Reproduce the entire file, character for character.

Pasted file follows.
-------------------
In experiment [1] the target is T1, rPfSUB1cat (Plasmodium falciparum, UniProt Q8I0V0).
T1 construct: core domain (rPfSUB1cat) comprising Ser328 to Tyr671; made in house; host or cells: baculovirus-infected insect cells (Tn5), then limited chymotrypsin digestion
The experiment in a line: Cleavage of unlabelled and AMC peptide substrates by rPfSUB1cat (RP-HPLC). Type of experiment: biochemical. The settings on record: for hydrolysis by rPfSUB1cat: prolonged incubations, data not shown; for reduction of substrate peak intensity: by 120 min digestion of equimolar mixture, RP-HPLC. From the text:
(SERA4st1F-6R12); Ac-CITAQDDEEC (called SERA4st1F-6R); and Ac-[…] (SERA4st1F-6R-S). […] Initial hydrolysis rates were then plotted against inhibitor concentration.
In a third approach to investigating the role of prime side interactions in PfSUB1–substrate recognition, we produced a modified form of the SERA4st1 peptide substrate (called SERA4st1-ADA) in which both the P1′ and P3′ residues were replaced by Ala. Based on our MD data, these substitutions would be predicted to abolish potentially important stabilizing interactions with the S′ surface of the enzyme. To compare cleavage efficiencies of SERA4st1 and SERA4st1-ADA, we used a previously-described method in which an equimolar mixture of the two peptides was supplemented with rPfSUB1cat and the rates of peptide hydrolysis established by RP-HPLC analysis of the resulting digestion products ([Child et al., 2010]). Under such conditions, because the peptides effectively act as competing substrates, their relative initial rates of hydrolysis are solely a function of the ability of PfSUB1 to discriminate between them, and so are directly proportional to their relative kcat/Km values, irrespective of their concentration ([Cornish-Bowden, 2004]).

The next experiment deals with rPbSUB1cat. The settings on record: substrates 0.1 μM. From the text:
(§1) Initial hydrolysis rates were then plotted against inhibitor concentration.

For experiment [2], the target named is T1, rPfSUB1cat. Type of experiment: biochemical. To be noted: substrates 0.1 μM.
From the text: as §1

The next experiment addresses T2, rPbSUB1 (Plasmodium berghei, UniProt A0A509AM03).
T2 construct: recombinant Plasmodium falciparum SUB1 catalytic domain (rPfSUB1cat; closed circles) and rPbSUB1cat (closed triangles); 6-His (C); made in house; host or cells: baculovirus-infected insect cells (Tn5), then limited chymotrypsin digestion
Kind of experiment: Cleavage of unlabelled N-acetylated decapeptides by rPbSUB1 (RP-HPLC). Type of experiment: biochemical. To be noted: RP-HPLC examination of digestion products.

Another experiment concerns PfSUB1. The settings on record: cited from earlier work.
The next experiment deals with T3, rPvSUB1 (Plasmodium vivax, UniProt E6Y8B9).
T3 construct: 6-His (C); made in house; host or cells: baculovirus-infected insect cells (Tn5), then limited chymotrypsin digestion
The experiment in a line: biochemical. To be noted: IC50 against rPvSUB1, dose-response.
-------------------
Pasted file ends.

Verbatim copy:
In experiment [1] the target is T1, rPfSUB1cat (Plasmodium falciparum, UniProt Q8I0V0).
T1 construct: core domain (rPfSUB1cat) comprising Ser328 to Tyr671; made in house; host or cells: baculovirus-infected insect cells (Tn5), then limited chymotrypsin digestion
The experiment in a line: Cleavage of unlabelled and AMC peptide substrates by rPfSUB1cat (RP-HPLC). Type of experiment: biochemical. The settings on record: for hydrolysis by rPfSUB1cat: prolonged incubations, data not shown; for reduction of substrate peak intensity: by 120 min digestion of equimolar mixture, RP-HPLC. From the text:
(SERA4st1F-6R12); Ac-CITAQDDEEC (called SERA4st1F-6R); and Ac-[…] (SERA4st1F-6R-S). […] Initial hydrolysis rates were then plotted against inhibitor concentration.
In a third approach to investigating the role of prime side interactions in PfSUB1–substrate recognition, we produced a modified form of the SERA4st1 peptide substrate (called SERA4st1-ADA) in which both the P1′ and P3′ residues were replaced by Ala. Based on our MD data, these substitutions would be predicted to abolish potentially important stabilizing interactions with the S′ surface of the enzyme. To compare cleavage efficiencies of SERA4st1 and SERA4st1-ADA, we used a previously-described method in which an equimolar mixture of the two peptides was supplemented with rPfSUB1cat and the rates of peptide hydrolysis established by RP-HPLC analysis of the resulting digestion products ([Child et al., 2010]). Under such conditions, because the peptides effectively act as competing substrates, their relative initial rates of hydrolysis are solely a function of the ability of PfSUB1 to discriminate between them, and so are directly proportional to their relative kcat/Km values, irrespective of their concentration ([Cornish-Bowden, 2004]).

The next experiment deals with rPbSUB1cat. The settings on record: substrates 0.1 μM. From the text:
(§1) Initial hydrolysis rates were then plotted against inhibitor concentration.

For experiment [2], the target named is T1, rPfSUB1cat. Type of experiment: biochemical. To be noted: substrates 0.1 μM.
From the text: as §1

The next experiment addresses T2, rPbSUB1 (Plasmodium berghei, UniProt A0A509AM03).
T2 construct: recombinant Plasmodium falciparum SUB1 catalytic domain (rPfSUB1cat; closed circles) and rPbSUB1cat (closed triangles); 6-His (C); made in house; host or cells: baculovirus-infected insect cells (Tn5), then limited chymotrypsin digestion
Kind of experiment: Cleavage of unlabelled N-acetylated decapeptides by rPbSUB1 (RP-HPLC). Type of experiment: biochemical. To be noted: RP-HPLC examination of digestion products.

Another experiment concerns PfSUB1. The settings on record: cited from earlier work.
The next experiment deals with T3, rPvSUB1 (Plasmodium vivax, UniProt E6Y8B9).
T3 construct: 6-His (C); made in house; host or cells: baculovirus-infected insect cells (Tn5), then limited chymotrypsin digestion
The experiment in a line: biochemical. To be noted: IC50 against rPvSUB1, dose-response.